PB IEEE Computer Society, [URL:http://www.computer.org]
SN 1058-6180
LA English
DO 10.1109/MAHC.2011.45
LK http://doi.ieeecomputersociety.org/10.1109/MAHC.2011.45

RT Journal Article
JF IEEE Annals of the History of Computing
YR 2011
VO 33
IS
SP 75
TI From DIY Computers to Illegal Copies: The Controversy over Tinkering with Microcomputers in Taiwan, 1980&#x2013;1984
A1 Honghong Tinn,
K1 History of computing
K1 tinkering
K1 microcomputers
K1 Apple II
K1 Apple Computer
K1 compatibles
K1 software
K1 Taiwan
AB <p>In the early 1980s, tinkerers assembling and modifying microcomputers opened up this black-boxed technology and helped popularize microcomputers in Taiwan. Such activities, however, prompted copyright suits between Apple Computer and Taiwanese computer manufacturers. This article delineates the debate around those suits and examines how this practice shaped new social meanings of microcomputers in Taiwan.</p>
PB IEEE Computer Society, [URL:http://www.computer.org]
SN 1058-6180
LA English
DO 10.1109/MAHC.2011.38
LK http://doi.ieeecomputersociety.org/10.1109/MAHC.2011.38

RT Journal Article
JF IEEE Annals of the History of Computing
YR 2011
VO 33
IS
SP 46
TI Casinos and the Digitization of the Slot Machine, 1950&#x2013;1989
A1 Cristina Turdean,
K1 History of computing
K1 gambling technology
K1 slot machines
K1 casinos
K1 computer applications
K1 organizational impact of computers
K1 computing and information systems management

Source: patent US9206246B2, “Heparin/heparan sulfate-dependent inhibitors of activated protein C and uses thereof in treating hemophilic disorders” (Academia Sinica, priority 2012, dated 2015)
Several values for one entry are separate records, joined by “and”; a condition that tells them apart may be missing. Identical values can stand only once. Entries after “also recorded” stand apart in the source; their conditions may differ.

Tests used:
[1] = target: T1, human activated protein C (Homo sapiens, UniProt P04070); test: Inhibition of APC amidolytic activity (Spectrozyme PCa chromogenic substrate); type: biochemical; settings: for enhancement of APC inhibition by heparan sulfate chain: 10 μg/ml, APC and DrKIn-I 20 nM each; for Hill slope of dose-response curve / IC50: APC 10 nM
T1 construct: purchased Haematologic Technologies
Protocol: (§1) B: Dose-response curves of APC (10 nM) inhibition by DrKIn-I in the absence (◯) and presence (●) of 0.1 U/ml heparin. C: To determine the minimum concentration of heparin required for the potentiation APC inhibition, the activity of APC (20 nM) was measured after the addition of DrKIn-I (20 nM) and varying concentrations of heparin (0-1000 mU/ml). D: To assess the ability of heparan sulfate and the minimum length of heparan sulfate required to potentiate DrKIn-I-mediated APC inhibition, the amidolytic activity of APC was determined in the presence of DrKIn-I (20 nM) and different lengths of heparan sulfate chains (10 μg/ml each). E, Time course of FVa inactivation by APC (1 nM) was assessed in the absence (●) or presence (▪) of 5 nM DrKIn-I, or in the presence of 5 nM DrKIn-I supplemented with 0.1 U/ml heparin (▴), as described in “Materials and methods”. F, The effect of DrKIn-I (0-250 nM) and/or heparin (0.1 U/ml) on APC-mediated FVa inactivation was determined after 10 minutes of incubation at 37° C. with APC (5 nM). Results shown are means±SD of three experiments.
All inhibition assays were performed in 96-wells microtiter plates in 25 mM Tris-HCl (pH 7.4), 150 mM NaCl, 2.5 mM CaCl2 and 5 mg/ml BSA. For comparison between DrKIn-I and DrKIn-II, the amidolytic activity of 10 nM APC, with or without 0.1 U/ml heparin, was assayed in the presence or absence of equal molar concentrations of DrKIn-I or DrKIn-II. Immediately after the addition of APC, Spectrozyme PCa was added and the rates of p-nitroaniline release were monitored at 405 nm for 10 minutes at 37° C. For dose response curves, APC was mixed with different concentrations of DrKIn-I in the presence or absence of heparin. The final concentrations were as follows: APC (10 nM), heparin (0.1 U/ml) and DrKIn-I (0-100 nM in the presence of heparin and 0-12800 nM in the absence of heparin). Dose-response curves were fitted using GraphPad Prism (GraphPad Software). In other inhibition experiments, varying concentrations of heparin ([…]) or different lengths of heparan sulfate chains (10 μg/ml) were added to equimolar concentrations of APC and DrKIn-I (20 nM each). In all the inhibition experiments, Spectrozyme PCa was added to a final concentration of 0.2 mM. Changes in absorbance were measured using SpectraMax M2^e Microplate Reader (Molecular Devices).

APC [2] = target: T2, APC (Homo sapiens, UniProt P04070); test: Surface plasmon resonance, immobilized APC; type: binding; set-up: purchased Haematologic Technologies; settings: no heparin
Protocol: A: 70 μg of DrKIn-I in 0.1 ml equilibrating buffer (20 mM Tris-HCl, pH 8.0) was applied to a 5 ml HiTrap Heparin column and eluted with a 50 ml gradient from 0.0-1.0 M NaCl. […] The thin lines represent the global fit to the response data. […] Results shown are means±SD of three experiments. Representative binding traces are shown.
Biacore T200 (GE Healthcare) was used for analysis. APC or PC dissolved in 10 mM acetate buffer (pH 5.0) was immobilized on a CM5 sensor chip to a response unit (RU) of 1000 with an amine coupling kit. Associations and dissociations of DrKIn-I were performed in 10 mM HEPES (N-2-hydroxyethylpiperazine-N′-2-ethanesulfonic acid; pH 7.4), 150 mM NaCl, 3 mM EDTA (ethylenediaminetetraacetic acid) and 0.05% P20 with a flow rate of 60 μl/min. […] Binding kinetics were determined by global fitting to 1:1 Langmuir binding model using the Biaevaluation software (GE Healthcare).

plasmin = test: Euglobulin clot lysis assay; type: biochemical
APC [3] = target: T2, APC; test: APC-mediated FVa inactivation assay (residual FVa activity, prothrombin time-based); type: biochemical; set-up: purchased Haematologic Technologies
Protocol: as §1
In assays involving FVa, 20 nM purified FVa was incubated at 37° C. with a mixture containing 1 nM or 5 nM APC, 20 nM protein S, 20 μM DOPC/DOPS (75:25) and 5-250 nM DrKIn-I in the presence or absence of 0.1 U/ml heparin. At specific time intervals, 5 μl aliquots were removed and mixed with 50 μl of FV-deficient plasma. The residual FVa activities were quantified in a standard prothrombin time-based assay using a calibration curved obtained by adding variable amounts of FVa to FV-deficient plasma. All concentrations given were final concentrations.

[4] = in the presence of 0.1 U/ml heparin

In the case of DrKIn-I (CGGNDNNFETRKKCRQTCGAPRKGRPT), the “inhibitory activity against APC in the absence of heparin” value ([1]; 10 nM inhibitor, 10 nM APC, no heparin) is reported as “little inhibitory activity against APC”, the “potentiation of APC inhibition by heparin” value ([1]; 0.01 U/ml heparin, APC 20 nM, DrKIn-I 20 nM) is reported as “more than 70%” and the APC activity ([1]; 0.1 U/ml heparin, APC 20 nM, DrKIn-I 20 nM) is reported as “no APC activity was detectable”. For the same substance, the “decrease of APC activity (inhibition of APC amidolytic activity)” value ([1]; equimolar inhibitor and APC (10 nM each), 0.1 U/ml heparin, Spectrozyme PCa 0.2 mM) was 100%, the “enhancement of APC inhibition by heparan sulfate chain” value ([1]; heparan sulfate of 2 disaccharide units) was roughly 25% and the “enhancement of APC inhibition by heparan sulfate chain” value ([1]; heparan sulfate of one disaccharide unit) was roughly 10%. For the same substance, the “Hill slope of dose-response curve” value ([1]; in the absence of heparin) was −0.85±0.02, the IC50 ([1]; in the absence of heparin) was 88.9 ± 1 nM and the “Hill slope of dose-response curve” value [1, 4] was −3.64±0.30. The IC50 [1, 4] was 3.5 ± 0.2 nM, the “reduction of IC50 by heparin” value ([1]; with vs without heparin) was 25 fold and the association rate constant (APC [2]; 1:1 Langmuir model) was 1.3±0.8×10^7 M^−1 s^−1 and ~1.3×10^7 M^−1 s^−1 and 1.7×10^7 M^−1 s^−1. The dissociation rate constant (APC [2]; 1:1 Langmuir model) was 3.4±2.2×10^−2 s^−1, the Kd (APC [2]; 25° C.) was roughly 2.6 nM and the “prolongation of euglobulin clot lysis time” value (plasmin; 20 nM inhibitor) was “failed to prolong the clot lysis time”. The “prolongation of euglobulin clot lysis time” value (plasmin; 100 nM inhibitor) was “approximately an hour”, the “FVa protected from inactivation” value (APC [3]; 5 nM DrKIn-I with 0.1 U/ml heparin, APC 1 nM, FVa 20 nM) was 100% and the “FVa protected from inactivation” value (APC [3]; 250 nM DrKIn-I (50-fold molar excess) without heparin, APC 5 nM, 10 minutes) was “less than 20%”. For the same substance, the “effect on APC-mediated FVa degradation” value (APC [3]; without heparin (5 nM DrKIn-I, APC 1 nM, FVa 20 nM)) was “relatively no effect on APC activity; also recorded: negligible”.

AB <p>The last 30 years marked the unprecedented expansion of the casino industry and advances in gambling technology, particularly the slot machine. The development of the digital slot machine demonstrates the ways in which the culture of the casino floor and the specifics of the mechanical machine shaped the evolution of its digital successor.</p>
PB IEEE Computer Society, [URL:http://www.computer.org]
SN 1058-6180
LA English
DO 10.1109/MAHC.2011.33
LK http://doi.ieeecomputersociety.org/10.1109/MAHC.2011.33

RT Journal Article
JF IEEE Annals of the History of Computing
YR 2011
VO 33
IS
SP 24
TI Hearing Aids and the History of Electronics Miniaturization
A1 Mara Mills,
K1 history of computing
K1 hearing aids
K1 microelectronics
K1 disability studies
K1 assistive technologies
K1 history of technology
K1 history of computing hardware
AB <p>Electrical hearing aids were the principal site for component miniaturization and compact assembly before World War II. After the war, hearing aid users became the first consumer market for printed circuits, transistors, and integrated circuits. Due to the stigmatization of hearing loss, users generally demanded small or invisible devices. In addition to being early adopters, deaf and hard of hearing people were often the inventors, retailers, and manufacturers of miniaturized electronics.</p>
PB IEEE Computer Society, [URL:http://www.computer.org]
SN 1058-6180
LA English
DO 10.1109/MAHC.2011.43
LK http://doi.ieeecomputersociety.org/10.1109/MAHC.2011.43

RT Journal Article
JF IEEE Annals of the History of Computing
YR 2011
VO 33
IS
SP 9
TI Early Biomedical Computing and the Roots of Evidence-Based Medicine
A1 Joseph A. November,
K1 history of computing
K1 evidence-based medicine
K1 software
K1 public policy issues
K1 computers and society
K1 automation
K1 organizational
K1 healthcare
AB <p>The heavily computerized evidence-based medicine (EBM) approach to diagnosis and care aims to reorient medical practice toward adhering to standards and protocols generated by mass data analysis. By clarifying the connections between the 1960s National Institutes of Health effort to computerize medicine and the recent proliferation of EBM, this article illuminates the intellectual and institutional challenges of introducing information technology to medicine.</p>